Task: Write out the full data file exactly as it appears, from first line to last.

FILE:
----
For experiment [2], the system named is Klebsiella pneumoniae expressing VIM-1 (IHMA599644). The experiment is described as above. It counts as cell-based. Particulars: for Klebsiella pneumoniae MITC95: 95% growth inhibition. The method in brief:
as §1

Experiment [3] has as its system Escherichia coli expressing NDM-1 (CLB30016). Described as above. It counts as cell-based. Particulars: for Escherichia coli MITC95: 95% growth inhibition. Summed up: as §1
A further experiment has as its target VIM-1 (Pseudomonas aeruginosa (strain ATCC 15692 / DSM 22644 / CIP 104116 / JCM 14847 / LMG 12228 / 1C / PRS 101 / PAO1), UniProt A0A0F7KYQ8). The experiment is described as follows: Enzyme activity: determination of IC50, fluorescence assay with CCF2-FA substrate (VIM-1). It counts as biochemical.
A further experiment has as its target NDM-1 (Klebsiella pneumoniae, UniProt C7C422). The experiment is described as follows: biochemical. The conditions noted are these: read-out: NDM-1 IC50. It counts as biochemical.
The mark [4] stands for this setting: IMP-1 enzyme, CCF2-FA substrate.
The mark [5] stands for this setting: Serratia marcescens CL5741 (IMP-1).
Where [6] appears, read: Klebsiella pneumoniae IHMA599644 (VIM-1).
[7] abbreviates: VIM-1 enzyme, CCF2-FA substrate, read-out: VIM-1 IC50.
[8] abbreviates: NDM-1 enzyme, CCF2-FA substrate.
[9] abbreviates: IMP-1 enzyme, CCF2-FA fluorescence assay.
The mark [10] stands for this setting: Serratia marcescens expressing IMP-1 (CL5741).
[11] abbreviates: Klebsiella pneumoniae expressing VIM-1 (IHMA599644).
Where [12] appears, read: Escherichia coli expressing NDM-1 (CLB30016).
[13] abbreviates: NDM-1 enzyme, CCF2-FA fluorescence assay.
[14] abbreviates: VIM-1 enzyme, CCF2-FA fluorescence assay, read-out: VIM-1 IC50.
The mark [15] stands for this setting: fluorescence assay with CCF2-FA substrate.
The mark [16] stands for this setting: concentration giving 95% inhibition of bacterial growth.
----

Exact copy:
For experiment [2], the system named is Klebsiella pneumoniae expressing VIM-1 (IHMA599644). The experiment is described as above. It counts as cell-based. Particulars: for Klebsiella pneumoniae MITC95: 95% growth inhibition. The method in brief:
as §1

Experiment [3] has as its system Escherichia coli expressing NDM-1 (CLB30016). Described as above. It counts as cell-based. Particulars: for Escherichia coli MITC95: 95% growth inhibition. Summed up: as §1
A further experiment has as its target VIM-1 (Pseudomonas aeruginosa (strain ATCC 15692 / DSM 22644 / CIP 104116 / JCM 14847 / LMG 12228 / 1C / PRS 101 / PAO1), UniProt A0A0F7KYQ8). The experiment is described as follows: Enzyme activity: determination of IC50, fluorescence assay with CCF2-FA substrate (VIM-1). It counts as biochemical.
A further experiment has as its target NDM-1 (Klebsiella pneumoniae, UniProt C7C422). The experiment is described as follows: biochemical. The conditions noted are these: read-out: NDM-1 IC50. It counts as biochemical.
The mark [4] stands for this setting: IMP-1 enzyme, CCF2-FA substrate.
The mark [5] stands for this setting: Serratia marcescens CL5741 (IMP-1).
Where [6] appears, read: Klebsiella pneumoniae IHMA599644 (VIM-1).
[7] abbreviates: VIM-1 enzyme, CCF2-FA substrate, read-out: VIM-1 IC50.
[8] abbreviates: NDM-1 enzyme, CCF2-FA substrate.
[9] abbreviates: IMP-1 enzyme, CCF2-FA fluorescence assay.
The mark [10] stands for this setting: Serratia marcescens expressing IMP-1 (CL5741).
[11] abbreviates: Klebsiella pneumoniae expressing VIM-1 (IHMA599644).
Where [12] appears, read: Escherichia coli expressing NDM-1 (CLB30016).
[13] abbreviates: NDM-1 enzyme, CCF2-FA fluorescence assay.
[14] abbreviates: VIM-1 enzyme, CCF2-FA fluorescence assay, read-out: VIM-1 IC50.
The mark [15] stands for this setting: fluorescence assay with CCF2-FA substrate.
The mark [16] stands for this setting: concentration giving 95% inhibition of bacterial growth.